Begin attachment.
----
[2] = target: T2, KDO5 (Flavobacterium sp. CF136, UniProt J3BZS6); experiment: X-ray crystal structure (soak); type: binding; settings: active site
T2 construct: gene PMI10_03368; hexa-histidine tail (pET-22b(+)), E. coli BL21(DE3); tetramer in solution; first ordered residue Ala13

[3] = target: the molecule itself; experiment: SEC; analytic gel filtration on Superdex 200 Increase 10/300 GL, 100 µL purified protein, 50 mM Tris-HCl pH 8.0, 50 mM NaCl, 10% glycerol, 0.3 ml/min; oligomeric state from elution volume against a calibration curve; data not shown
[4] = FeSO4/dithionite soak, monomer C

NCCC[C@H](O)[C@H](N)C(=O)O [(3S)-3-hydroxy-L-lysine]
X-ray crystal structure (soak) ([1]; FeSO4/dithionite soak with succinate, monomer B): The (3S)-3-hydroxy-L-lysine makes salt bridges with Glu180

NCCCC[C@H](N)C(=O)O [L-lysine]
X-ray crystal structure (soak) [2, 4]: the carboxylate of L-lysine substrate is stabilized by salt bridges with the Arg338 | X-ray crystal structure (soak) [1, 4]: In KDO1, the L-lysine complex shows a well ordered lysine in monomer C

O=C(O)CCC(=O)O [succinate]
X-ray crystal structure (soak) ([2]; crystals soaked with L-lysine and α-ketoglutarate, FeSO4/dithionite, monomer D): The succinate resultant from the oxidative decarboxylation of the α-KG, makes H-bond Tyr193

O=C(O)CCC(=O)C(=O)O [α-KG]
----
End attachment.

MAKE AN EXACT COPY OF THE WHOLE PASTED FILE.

[2] = target: T2, KDO5 (Flavobacterium sp. CF136, UniProt J3BZS6); experiment: X-ray crystal structure (soak); type: binding; settings: active site
T2 construct: gene PMI10_03368; hexa-histidine tail (pET-22b(+)), E. coli BL21(DE3); tetramer in solution; first ordered residue Ala13

[3] = target: the molecule itself; experiment: SEC; analytic gel filtration on Superdex 200 Increase 10/300 GL, 100 µL purified protein, 50 mM Tris-HCl pH 8.0, 50 mM NaCl, 10% glycerol, 0.3 ml/min; oligomeric state from elution volume against a calibration curve; data not shown
[4] = FeSO4/dithionite soak, monomer C

NCCC[C@H](O)[C@H](N)C(=O)O [(3S)-3-hydroxy-L-lysine]
X-ray crystal structure (soak) ([1]; FeSO4/dithionite soak with succinate, monomer B): The (3S)-3-hydroxy-L-lysine makes salt bridges with Glu180

NCCCC[C@H](N)C(=O)O [L-lysine]
X-ray crystal structure (soak) [2, 4]: the carboxylate of L-lysine substrate is stabilized by salt bridges with the Arg338 | X-ray crystal structure (soak) [1, 4]: In KDO1, the L-lysine complex shows a well ordered lysine in monomer C

O=C(O)CCC(=O)O [succinate]
X-ray crystal structure (soak) ([2]; crystals soaked with L-lysine and α-ketoglutarate, FeSO4/dithionite, monomer D): The succinate resultant from the oxidative decarboxylation of the α-KG, makes H-bond Tyr193

O=C(O)CCC(=O)C(=O)O [α-KG]